PUT INTO PRACTICE
1. Animation plan
The following table is used to construct a facilitation plan
Rhythm and duration
Headings to be completed:
- Targets: recipients
- Objectives: use
- Rhythm and duration: frequency (weekly, monthly, half-yearly, yearly ....) and duration (1h, ½ day, 1 day...)
- Tool: telephone, e-mail, video conference, audio conference....(there may be several)
- Medium and access: formalisation mode (email, one-page pdf document, recorded video, printed whiteboard...) and access mode to the medium (shared space, email...)
2. Virtual circle / Virtual clock
The virtual circle consists of putting the photo of the participants in a virtual meeting on a file, in order to increase psychological proximity (useful in cases where the telecommunication networks do not allow the use of video). It also makes it possible to manage the order in which people speak, which is particularly useful if you, as the meeting leader, want to be sure that everyone has spoken.
3. Good practice
- Check your email every day and reply to urgent emails within 24 hours - In case of absence or limited access, leave a message informing your interlocutors of your unavailability
- A copy of a message is for information only and does not require a reply
- Be careful about the choice of words used, as certain formulations can be perceived negatively
- In case of strong emotional pressure, keep the message in the draft folder and go over it again before sending it
- An email is often not suitable for resolving personal issues, exchanging sensitive information or avoiding face-to-face contact
- The title of the email should be clear on the subject and if applicable the deadline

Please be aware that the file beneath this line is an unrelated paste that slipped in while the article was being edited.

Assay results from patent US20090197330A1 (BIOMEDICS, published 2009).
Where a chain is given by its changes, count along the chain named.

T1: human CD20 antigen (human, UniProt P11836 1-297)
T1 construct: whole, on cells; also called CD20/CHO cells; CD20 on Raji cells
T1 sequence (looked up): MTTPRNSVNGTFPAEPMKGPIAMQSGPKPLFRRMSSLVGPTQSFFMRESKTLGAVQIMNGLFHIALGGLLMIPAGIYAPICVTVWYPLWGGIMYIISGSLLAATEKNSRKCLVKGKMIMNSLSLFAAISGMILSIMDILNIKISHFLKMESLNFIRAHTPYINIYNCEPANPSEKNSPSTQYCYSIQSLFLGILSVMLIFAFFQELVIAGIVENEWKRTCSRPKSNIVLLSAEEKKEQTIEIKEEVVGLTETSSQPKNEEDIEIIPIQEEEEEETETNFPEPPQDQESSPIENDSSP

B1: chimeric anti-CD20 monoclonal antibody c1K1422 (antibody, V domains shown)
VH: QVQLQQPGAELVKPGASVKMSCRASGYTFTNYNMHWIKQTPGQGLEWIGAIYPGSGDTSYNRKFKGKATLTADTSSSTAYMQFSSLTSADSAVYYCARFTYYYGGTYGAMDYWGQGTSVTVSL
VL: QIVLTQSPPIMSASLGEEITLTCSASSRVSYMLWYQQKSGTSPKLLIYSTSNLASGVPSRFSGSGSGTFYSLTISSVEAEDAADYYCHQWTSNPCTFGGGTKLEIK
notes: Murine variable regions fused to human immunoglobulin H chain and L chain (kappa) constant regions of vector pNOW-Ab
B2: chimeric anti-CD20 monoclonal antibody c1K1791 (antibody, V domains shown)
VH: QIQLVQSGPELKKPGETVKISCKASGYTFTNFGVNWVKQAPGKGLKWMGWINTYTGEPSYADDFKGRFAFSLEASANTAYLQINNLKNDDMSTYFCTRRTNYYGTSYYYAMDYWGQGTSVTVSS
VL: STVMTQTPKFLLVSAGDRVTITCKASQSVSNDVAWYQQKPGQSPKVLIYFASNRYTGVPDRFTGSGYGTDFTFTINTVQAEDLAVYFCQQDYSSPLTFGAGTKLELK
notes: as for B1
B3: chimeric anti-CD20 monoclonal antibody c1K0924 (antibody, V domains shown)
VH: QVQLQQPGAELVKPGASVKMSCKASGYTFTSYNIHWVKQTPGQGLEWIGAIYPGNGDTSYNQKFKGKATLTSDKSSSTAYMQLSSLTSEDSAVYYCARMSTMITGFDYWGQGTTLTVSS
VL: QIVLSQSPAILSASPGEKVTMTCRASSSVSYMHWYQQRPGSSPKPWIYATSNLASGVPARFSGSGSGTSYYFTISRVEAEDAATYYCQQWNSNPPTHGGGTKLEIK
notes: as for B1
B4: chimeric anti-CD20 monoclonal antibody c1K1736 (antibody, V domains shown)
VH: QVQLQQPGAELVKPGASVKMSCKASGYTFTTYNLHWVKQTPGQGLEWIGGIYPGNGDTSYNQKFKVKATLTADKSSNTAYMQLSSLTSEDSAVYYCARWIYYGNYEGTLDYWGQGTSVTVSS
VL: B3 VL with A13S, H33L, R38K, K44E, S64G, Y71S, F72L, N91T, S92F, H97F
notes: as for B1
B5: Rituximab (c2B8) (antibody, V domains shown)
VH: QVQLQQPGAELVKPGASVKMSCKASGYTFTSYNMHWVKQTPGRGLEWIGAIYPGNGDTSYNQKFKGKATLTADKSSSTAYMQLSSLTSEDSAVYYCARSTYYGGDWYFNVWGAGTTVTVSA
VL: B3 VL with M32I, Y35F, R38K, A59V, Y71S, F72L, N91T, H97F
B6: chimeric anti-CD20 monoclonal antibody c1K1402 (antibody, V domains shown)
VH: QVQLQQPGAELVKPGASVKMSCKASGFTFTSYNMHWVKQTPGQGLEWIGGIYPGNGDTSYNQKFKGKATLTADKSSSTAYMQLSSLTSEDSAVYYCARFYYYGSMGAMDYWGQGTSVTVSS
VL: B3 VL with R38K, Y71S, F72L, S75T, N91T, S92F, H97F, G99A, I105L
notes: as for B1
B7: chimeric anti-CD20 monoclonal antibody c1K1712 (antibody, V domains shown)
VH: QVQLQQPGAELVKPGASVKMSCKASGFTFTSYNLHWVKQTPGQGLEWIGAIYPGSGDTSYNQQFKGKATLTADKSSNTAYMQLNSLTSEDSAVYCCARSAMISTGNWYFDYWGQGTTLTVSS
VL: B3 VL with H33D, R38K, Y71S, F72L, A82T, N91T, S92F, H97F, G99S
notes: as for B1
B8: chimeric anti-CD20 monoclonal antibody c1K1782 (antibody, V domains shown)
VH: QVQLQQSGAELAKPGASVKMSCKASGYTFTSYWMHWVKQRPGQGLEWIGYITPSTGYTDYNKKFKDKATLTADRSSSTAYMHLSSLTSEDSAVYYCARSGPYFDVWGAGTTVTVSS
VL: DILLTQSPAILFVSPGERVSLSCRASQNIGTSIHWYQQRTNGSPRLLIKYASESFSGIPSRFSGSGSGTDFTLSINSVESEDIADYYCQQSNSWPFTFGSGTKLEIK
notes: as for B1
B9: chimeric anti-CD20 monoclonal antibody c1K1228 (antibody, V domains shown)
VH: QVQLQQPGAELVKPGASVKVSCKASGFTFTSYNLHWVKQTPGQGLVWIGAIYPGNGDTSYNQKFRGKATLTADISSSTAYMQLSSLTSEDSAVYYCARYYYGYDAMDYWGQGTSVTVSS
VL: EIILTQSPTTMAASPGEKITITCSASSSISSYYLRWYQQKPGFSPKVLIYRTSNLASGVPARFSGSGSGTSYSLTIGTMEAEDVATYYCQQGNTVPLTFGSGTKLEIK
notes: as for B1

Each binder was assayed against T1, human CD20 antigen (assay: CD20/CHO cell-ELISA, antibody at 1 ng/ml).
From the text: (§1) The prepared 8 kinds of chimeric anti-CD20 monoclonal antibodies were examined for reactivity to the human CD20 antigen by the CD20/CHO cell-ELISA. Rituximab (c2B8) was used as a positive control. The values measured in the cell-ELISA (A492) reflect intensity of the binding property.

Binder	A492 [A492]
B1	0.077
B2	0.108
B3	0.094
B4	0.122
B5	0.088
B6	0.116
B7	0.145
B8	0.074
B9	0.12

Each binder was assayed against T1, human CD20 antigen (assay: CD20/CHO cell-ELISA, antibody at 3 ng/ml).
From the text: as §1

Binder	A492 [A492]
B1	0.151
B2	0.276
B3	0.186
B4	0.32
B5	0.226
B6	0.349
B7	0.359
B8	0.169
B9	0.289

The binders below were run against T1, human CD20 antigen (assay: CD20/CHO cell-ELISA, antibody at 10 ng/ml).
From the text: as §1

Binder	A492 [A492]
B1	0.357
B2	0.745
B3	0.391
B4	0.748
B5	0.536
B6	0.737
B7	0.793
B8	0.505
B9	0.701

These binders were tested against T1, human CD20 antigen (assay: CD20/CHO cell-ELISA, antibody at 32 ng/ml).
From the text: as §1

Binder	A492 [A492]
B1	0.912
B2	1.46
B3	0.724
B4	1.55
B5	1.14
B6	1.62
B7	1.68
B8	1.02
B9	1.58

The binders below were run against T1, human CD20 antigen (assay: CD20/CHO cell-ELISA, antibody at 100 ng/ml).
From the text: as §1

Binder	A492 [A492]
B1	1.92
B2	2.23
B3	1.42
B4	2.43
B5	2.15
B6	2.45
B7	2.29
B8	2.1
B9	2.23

- The following words should be used in the title to help the recipient manage their priorities: For info / for action / for info URGENT / for action URGENT...
- Reply to all" should only be used if everyone needs your information. Attachments in this type of reply should be deleted.
- Review the list of emails regularly to make sure they are processed and filed or deleted.
- Spell check is always a good help
- A meeting should be scheduled via the appropriate calendar tool and not by email - Clarify how you want to use email.
- The facilitator should arrive early to set up the virtual meeting, liaise with participants, make sure everyone knows how to use the tool (if necessary, remind them how to use the functions used) and provide a backup in case of problems
- Propose a code of conduct and describe the planned agenda
- Suggest that participants announce their presence at the beginning of the meeting. The inclusion sequence is just as important as in a face-to-face meeting
- Introduce yourself when speaking (especially in audio)
- Depending on the sequence of a video conference, the use of sub-groups can be considered, as well as exchanging in audio only (video can be distracting)
- Default to "mute"; however, in small groups and if there is no ambient noise, leaving the microphone open may allow for greater spontaneity of expression
- Do not engage in another local discussion (in case several participants connect to the meeting from the same location)
- In case of difficulty (hearing, seeing...), inform the facilitator
- Allow a recovery time of about 15 minutes between audio/video meetings
- Limit audio/video meeting sequences to 1.5 to 2 hours
- Allow for breaks of 5 to 10 minutes for sequences < 2 hours, 20 to 30 minutes for sequences of 2 to 3.5 hours
- The longer the meetings, the more they need to be prepared in terms of content, methodology and technical details, and the more they need to be varied. In general, it is recommended not to exceed half a day.